17 JUNE 2013
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A previous Chairman of Heathrow Express, and a self-confessed railway buff, Vernon Murphy is a regular contributor to Business Travel News. Having achieved senior management posts at Aberdeen, Gatwick and Heathrow airports he was formerly Managing Director of Scottish Airports. He has a foot in both the airport and rail camps.
‘Davies’ is not just about concrete for putting planes on, it is about transport links to airports too. Here are his thoughts on Waterloo to Heathrow.
"Whatever happens in the future with rail connection at Heathrow one decision made a decade back will be of great benefit. The T5 station has spare capacity. As Eric Morecambe might have said, “We can have the right train capacity to the west, but for the wrong reasons.” The extra platforms at the station were envisaged for Staines, not for Slough
The Airports Commission has opened up a ‘can of worms’ when it comes to solving the South East airport capacity. Assuming it sees a future for Heathrow, surface communications will play a vital part of the review.
Let us consider the case for using the redundant Eurostar platforms at Waterloo as a Heathrow connecting point for passengers from south of the Thames who will find Crossrail not to their advantage.
On joining the British Airports Authority shortly after it commenced operations in 1966 it was a surprise to find that the first new major infrastructure project at Heathrow being planned was rail links to Heathrow. Two schemes were worked up – an express service with town terminal check-in from Victoria branching off near Feltham (a local service could have been added) and an extension of the Piccadilly Underground line from Hounslow West.
Government chose the underground extension because it was much cheaper. Both BEA and BOAC had supported that option as they wanted to shut down their in-town terminals and also because the Underground would be convenient for staff journeys to Heathrow. Heathrow Central station was designed to allow the Victoria link to be added later without major disruption.
In retrospect air traffic levels at Heathrow and Gatwick grew so much more than anticipated that had the Heathrow link been built it would have brought road traffic in the area around Victoria to a halt! The Piccadilly Line service quickly became popular despite its long journey times. It is relatively cheap but overcrowding makes it very uncomfortable at busy periods.
To handle this BAA plc started at the end of the ‘80’s to develop its premium travel Heathrow Express scheme from Paddington and this finally opened in 1998. This prompted SWELTRAC (a consortium of 12 local authorities to the south and west of London) to lobby for a scheme to connect into Heathrow at Terminal 4 from the Feltham line. At the Terminal 5 Inquiry a comprehensive proposal was put forward using the trackbed of the disused Staines West to West Drayton branch to link Terminal 5 to Staines via a new junction with the Waterloo to Windsor line.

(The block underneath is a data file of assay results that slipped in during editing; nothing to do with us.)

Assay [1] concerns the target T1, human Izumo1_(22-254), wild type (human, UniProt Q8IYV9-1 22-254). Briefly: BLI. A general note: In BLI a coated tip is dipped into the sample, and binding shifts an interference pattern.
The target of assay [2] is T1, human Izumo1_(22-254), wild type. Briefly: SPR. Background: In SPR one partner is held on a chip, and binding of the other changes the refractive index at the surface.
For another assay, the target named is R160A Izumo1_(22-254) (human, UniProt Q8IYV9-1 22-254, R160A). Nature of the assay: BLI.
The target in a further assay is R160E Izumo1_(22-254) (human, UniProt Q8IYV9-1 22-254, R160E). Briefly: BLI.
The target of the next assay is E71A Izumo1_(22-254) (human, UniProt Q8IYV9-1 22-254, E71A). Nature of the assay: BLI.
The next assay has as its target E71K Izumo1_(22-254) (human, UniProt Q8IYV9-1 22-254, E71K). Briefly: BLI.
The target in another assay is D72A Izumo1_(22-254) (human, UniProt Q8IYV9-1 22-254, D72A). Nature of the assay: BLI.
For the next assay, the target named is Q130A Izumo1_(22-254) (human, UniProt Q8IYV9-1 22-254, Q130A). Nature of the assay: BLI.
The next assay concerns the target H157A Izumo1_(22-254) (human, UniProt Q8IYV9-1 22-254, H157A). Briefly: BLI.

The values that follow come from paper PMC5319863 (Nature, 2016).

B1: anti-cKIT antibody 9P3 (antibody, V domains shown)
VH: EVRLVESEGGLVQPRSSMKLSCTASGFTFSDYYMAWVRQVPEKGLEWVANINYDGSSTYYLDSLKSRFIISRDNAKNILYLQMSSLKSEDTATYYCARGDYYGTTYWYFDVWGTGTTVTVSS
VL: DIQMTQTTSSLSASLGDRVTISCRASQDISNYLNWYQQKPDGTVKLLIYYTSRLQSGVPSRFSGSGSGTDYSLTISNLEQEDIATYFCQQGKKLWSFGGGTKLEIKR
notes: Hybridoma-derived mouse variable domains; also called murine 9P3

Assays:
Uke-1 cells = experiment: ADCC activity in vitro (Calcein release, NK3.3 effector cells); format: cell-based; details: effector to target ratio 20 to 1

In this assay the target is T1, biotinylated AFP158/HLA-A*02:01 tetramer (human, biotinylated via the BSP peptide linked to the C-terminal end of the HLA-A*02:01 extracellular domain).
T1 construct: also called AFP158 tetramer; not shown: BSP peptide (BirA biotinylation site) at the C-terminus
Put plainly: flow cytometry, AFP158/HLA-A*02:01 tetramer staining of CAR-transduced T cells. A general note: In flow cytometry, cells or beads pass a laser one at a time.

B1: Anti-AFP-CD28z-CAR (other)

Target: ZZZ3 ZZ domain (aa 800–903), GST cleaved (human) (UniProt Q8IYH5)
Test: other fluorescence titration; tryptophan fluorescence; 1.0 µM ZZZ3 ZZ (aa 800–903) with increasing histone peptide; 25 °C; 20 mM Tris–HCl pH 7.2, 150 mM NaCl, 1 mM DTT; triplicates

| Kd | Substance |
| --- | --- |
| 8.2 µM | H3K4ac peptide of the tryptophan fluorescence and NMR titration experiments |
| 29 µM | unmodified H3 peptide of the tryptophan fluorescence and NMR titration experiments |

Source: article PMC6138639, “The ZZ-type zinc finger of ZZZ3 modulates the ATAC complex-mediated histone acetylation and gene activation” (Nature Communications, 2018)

This scheme became known as Airtrack and, with just a few km of new track, would have seen services from Terminal 5 to Waterloo, Woking/Guildford and Reading via Wokingham. Tunnelling would be expensive, but that is also the case for a northbound rail route from T5 too. Four train slots (paths in railways parlance) into Waterloo would have to be found. The attraction of Airtrack was that 7/8% of Heathrow’s passengers were in the catchment area together with many of the staff who worked there.
After T5 was finally approved the station under the terminal was designed to include two extra platforms that would allow tunnels to be built to link into both Airtrack and a connection from the GWR mainline. The Airtrack lobby was subsequently taken forward by Surrey County Council and British Airways until Heathrow Airport decided to fund a Transport and Works Act application in 2009.
This resulted in a growing tide of objections mostly from local residents about longer delays at the numerous Victorian era level crossings on the lines to both Waterloo and Wokingham, but including one from Surrey County Council and also local MP Philip Hammond, who was the Secretary of State for Transport. In 2010 the DfT announced it was reviewing its financial support for the project and in 2011 dropped the scheme after that review. Hammond had acted in the same way as his predecessor as Secretary of State Justine Greening had done. He put his local interests before that of the country.
The objections about the many level crossings were a “Catch 22” issue – residents did not want longer delays at those crossings from the extra trains using the lines but any suggestion of putting in grade separation at some crossings produced even more objections on the grounds it would increase vehicle numbers using those roads!
The Staines connection was a sort of "aspiration" in the Secretary of State for Environment's approval letter (BAA was expected to use best endeavours to deliver this – it could not be a condition as it was not in BAA's remit to deliver).
I believe it is worth progressing the Airtrack scheme. Assuming Heathrow passenger numbers will rise regardless of future runway capacity (which they will as larger aircraft are introduced) it will relieve pressure on the Piccadilly Line, offer much better connections from both south of the river in the London area, but also to the south west, and give the opportunity to rid the lines of the ancient level crossings, a dangerous relic of a bygone age".
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